The island nation of St Vincent & the Grenadines is comprised of over 32 islands of unparalleled beauty – from rich, mountainous rain forest to palm fringed beaches and huge coral reefs. St Vincent itself retains a large element of wildness due to its steep and hard to access interior, topped out by a 3,000ft cloud shrouded volcano.
Agriculture forms the mainstay of the economy with crops such as bananas growing in abundance on the verdant slopes. St Vincent was originally inhabited by fierce Carib Indians who resisted any European settlement until the French got a foothold in 1719. The island changed hands between French and English various times through the Napoleonic Wars before becoming a British colony from 1783 onwards. St Vincent & the Grenadines obtained independence from the UK in 1979 – the last Caribbean island to do so.
The Grenadine islands strung out to the south of St Vincent have a long history of sea faring and are fiercely proud of their heritage – events such as the Bequia Easter Regatta help to keep alive the local traditions of boat building and sailing. Mustique was an abandoned sugar plantation island until purchased privately in 1958 and brought to fame when Princess Margaret built a Caribbean retreat on land gifted to her.
Many Grenadine anchorages were frequented by pirates who used their sheltered bays to hide ships and treasure. The Tobago Cays is made up of a group of small, uninhabited islands surrounded by the biggest reef system in the southern Caribbean – and the jewel in the crown of the Grenadines. Mayreau consists of one sleepy village and several stunning beaches including Salt Whistle Bay – one of the most photogenic anchorages in the Caribbean. Union acts as the service centre for the southern Grenadines and gateway to Carriacou just south. Two private resort islands, Palm Island and Petit St Vincent complete the line-up.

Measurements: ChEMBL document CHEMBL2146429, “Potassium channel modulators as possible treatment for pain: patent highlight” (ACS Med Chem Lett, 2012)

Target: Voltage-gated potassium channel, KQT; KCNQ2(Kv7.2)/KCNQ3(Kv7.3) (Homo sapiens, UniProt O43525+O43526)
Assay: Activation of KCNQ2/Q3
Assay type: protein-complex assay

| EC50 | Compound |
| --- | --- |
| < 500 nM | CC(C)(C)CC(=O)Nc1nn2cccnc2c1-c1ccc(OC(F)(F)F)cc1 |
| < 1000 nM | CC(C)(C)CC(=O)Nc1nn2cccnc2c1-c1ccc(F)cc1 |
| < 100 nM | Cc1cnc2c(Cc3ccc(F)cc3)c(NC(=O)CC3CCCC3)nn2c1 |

Some highlights of the Grenadines are described below – there are many, many more!
Bequia is an enchanting island just two hours sailing south of St Vincent. Arriving in Bequia will make you feel that you’ve discovered the real Caribbean – an unspoiled mix of old and new with a laid-back way of life which will soon have you relaxed, perfect for the first day of your charter.
The main anchorage, Admiralty Bay is deep and well protected by the surrounding hills dotted with private villas. There are a multitude of bars and different dining experiences to choose from around the shore. It’s worth spending a day here to explore – old traditions of boat building, fishing and sea trade continue, and the turtle sanctuary is well worth a visit.
The Tobago Cays in The Grenadines are world famous. They consist of five uninhabited islands inside a massive horseshoe reef with white sandy beaches, crystal clear water, palm trees, and peerless Caribbean land and seascapes. Simply spectacular!
Anchor or pick up one of the moorings inside the Tobago Cays with the huge horseshoe reef in front of you to protect from the ocean swell. There are no restaurants or bars in the Tobago Cays – light up the BBQ and dine under the stars. Since the area is protected the wealth of sea life is extraordinary. Just off the little island of Baradel is an area cordoned off for turtles to feed, and it’s an incredible experience to get close and swim with these remarkable animals. Explore the islands ashore and climb to their summits for the stunning views and watch the almost tame iguanas and land tortoises lumbering around